There is a beautiful National Park Campground in the park. We recommend you make advance reservations for this campground during the busy holiday period (July and August and Weekends during that time).
Retrace your steps back to Annapolis Royal and rejoin the Evangeline Trail. Continue your journey through the delightful villages and orchards of the Annapolis Valley, Atlantic Canada's richest agricultural region.
Stop briefly in Wolfville, a charming university town with stately trees and beautiful heritage homes, before arriving at Grand-Pré National Historic Site, where a graceful stone church stands as a memorial to the Acadians. The Acadians were forcefully exiled from their homes and farms during the Deportation from 1755 to 1763.Continue on to the town of Windsor, where lovers of Canada's favourite sport will be delighted to find that this town is the birthplace of hockey. Visit the Hockey Heritage Centre with displays on the origins of hockey and unique articles from the game's early years. Other points of interest include the Haliburton House Museum and Mermaid Theatre.
Along your route today, be sure to check the tide schedule as you might have the opportunity to ride the world famous tidal bore at one of the tidal bore rafting companies that operate along the Shubenacadie River. Encounter the power of the advancing tide overtaking the natural flow of the river. Watch in awe as a small stream reverses into a turbulent river and the wet and wild adventure begins. For those who would rather watch than ride, a look-off and interpretation centre are located in South Maitland which gives viewers an outstanding view of the rafters battling the currents.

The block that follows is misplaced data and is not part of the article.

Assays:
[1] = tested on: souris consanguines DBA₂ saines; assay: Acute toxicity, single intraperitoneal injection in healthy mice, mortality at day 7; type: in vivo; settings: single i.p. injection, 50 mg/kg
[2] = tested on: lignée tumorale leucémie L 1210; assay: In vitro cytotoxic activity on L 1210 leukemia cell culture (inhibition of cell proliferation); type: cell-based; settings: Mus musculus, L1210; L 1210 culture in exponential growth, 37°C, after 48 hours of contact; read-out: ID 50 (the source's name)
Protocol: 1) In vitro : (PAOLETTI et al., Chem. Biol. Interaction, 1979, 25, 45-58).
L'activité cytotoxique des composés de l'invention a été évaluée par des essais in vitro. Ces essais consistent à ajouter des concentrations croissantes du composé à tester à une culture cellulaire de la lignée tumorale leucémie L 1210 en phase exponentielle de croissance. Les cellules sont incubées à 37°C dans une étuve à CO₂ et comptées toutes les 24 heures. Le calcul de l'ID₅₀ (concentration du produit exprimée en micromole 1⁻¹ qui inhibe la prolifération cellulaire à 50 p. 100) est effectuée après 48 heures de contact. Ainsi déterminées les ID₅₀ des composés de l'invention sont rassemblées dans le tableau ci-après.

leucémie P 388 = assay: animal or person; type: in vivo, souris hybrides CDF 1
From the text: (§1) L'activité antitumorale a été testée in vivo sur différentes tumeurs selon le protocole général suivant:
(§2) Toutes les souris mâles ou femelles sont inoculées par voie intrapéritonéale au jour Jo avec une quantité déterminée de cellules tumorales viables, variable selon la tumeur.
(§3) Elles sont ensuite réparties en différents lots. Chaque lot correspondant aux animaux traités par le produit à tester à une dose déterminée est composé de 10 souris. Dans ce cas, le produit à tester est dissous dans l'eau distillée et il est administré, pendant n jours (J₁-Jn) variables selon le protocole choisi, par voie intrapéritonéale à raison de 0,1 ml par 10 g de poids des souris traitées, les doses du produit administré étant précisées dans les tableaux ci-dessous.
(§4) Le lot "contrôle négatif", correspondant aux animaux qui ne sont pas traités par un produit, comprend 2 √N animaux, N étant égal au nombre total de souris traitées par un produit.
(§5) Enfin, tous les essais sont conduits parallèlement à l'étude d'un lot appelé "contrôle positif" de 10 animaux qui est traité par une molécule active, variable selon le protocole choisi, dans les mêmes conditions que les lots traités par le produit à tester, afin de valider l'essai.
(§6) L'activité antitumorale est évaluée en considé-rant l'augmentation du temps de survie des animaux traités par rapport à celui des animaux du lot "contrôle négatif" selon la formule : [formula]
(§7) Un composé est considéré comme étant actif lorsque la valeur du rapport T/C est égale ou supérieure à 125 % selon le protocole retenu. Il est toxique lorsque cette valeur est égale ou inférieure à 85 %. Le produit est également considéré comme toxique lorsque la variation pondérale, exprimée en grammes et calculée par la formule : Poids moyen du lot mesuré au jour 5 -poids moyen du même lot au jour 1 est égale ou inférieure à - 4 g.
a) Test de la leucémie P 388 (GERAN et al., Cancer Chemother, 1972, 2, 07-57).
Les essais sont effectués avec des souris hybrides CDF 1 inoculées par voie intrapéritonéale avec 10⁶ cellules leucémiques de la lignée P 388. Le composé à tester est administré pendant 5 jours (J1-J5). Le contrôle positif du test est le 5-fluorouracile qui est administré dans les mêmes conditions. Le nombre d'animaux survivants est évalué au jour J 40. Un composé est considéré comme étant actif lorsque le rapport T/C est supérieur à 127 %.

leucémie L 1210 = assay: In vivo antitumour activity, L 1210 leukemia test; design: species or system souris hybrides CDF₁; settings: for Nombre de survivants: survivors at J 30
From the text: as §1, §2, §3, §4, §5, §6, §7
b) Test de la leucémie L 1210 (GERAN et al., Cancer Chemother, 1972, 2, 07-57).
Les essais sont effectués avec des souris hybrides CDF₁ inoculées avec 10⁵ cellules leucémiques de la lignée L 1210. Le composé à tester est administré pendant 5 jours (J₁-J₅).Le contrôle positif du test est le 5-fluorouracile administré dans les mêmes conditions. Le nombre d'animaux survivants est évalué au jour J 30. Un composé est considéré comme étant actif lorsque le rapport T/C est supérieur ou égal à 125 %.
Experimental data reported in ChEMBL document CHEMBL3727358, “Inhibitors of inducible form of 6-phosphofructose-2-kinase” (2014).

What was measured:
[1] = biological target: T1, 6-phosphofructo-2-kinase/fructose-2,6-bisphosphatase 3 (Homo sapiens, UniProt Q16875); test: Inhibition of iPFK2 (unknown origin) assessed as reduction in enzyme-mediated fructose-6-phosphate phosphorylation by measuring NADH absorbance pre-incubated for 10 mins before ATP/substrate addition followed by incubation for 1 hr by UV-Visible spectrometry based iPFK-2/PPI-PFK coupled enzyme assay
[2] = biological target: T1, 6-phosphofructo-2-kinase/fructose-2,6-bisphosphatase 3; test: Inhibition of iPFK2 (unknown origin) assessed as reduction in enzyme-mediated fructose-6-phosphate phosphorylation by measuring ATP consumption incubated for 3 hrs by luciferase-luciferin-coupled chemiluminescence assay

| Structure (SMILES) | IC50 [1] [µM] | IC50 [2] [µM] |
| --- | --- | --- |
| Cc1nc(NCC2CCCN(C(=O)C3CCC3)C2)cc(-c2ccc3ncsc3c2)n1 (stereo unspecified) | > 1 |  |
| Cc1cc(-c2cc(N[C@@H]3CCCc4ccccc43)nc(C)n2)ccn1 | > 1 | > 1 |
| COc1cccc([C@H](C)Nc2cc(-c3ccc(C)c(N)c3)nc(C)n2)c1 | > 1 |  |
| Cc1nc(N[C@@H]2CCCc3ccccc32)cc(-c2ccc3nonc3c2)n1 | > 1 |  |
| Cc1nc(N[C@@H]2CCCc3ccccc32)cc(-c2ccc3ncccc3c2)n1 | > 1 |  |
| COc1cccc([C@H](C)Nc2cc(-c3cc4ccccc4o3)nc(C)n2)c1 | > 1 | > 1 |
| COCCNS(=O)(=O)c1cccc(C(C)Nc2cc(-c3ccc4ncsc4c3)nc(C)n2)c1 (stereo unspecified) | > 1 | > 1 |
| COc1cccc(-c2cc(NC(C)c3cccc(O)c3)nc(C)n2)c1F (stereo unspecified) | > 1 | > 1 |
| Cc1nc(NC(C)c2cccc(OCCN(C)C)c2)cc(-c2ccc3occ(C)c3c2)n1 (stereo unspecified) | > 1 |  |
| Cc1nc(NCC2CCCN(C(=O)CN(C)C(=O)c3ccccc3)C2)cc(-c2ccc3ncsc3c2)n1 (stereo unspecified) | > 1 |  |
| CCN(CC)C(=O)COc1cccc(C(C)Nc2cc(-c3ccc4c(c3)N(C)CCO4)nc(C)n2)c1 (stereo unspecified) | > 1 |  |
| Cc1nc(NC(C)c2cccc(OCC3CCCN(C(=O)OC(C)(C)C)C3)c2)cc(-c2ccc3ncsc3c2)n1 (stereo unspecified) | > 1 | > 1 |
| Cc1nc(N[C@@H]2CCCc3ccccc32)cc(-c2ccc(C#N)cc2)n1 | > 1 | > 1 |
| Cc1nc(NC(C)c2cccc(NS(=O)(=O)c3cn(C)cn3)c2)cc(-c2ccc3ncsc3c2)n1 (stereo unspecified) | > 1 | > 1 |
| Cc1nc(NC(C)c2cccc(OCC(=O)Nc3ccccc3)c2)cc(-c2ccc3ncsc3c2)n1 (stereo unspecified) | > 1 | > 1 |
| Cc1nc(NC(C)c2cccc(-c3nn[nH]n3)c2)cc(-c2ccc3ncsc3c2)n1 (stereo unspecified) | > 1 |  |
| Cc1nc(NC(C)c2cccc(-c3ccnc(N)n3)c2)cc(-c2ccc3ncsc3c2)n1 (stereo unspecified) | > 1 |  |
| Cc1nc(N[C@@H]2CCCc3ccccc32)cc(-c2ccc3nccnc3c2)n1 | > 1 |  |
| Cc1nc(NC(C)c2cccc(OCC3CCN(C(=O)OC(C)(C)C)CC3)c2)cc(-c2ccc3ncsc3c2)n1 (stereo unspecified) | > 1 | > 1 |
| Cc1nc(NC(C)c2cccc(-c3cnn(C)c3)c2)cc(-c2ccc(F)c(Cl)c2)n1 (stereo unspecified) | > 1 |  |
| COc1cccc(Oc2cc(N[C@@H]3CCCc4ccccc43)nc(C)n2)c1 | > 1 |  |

Your destination today is Truro. Colourful painted murals throughout the town depict its history and tree sculptures highlight important figures from the past.
Also located in Truro at the Truro Power Centre is the Glooscap Heritage Centre, showcasing and interpreting Mi'kmaq culture of the region, including an Aboriginal gallery, multimedia presentation, audio exhibit and visitor information centre.
Travel today along the Fundy Shore where the majestic power of the world's highest tides have shaped a landscape of unforgettable splendour. In Bass River, visit Raspberry Bay Stone. This attraction consists of an interesting little shop that sells unique art, one-of-a-kind crafts and jewellery. Next door, the working studio of stone mason Heather Lawson & Gardens are open to the public and showcase Heather's work.
Heather is possibly Canada's only professional female stone mason. One of her mediums is red sandstone that she has aptly named Raspberry Bay Stone.
Bass River is home to Dominion Chair Company & Old General Store. If you're looking for cheese, stop at That Dutchman's Farm in Upper Economy to see how Gouda is made. The farm has a cheese outlet and also operates a café that is open mid-June through August.
Stop in Economy, a great place to "walk on the bottom of the sea", where clam digging, rockhousing and bass fishing are popular activities.